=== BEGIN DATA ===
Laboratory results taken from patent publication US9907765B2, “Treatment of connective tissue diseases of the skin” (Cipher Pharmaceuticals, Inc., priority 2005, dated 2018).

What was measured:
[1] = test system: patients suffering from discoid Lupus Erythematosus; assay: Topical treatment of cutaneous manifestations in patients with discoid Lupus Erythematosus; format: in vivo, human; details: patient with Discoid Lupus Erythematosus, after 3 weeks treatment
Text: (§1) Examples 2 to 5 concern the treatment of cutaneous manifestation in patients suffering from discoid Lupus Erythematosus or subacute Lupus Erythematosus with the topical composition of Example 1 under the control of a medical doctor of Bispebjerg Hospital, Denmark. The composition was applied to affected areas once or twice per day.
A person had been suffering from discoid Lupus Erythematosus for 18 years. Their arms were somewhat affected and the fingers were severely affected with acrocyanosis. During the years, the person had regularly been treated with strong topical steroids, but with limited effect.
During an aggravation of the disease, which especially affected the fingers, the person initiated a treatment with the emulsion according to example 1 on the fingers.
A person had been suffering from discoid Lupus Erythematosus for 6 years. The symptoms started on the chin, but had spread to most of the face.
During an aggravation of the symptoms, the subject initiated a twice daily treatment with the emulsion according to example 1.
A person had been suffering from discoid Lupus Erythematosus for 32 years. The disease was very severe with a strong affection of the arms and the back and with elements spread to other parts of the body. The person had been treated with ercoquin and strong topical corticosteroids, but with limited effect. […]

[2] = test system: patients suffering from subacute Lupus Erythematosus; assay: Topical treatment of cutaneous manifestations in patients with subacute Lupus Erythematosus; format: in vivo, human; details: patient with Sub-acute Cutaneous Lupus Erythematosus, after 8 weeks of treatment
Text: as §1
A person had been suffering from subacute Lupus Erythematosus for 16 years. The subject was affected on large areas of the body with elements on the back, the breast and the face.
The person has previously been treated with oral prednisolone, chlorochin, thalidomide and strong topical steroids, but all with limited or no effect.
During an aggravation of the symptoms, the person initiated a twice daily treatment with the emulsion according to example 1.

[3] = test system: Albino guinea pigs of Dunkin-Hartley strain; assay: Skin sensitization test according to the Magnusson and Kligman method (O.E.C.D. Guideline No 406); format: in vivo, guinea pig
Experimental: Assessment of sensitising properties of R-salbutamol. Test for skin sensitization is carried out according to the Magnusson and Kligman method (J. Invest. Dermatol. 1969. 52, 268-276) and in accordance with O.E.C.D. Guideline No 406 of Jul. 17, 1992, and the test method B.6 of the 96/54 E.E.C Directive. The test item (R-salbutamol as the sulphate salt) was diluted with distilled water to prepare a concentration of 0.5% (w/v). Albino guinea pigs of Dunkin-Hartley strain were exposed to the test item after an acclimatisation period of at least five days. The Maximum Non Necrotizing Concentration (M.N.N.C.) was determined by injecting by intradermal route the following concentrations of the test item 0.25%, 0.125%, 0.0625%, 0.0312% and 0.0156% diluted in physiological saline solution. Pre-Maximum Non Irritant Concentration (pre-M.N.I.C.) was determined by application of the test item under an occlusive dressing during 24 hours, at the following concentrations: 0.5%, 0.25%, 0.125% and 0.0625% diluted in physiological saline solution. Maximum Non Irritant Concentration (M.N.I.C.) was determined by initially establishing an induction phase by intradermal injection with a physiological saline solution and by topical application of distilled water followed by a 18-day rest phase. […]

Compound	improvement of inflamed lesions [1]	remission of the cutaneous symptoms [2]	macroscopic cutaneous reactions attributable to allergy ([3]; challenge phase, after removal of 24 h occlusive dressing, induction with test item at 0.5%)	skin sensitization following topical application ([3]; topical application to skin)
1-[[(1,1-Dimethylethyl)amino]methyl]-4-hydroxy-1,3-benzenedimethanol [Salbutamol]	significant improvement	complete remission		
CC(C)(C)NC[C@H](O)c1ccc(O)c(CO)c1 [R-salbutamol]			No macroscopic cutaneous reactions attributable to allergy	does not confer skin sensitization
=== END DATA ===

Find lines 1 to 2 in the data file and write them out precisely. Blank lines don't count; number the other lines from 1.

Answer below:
Laboratory results taken from patent publication US9907765B2, “Treatment of connective tissue diseases of the skin” (Cipher Pharmaceuticals, Inc., priority 2005, dated 2018).

What was measured: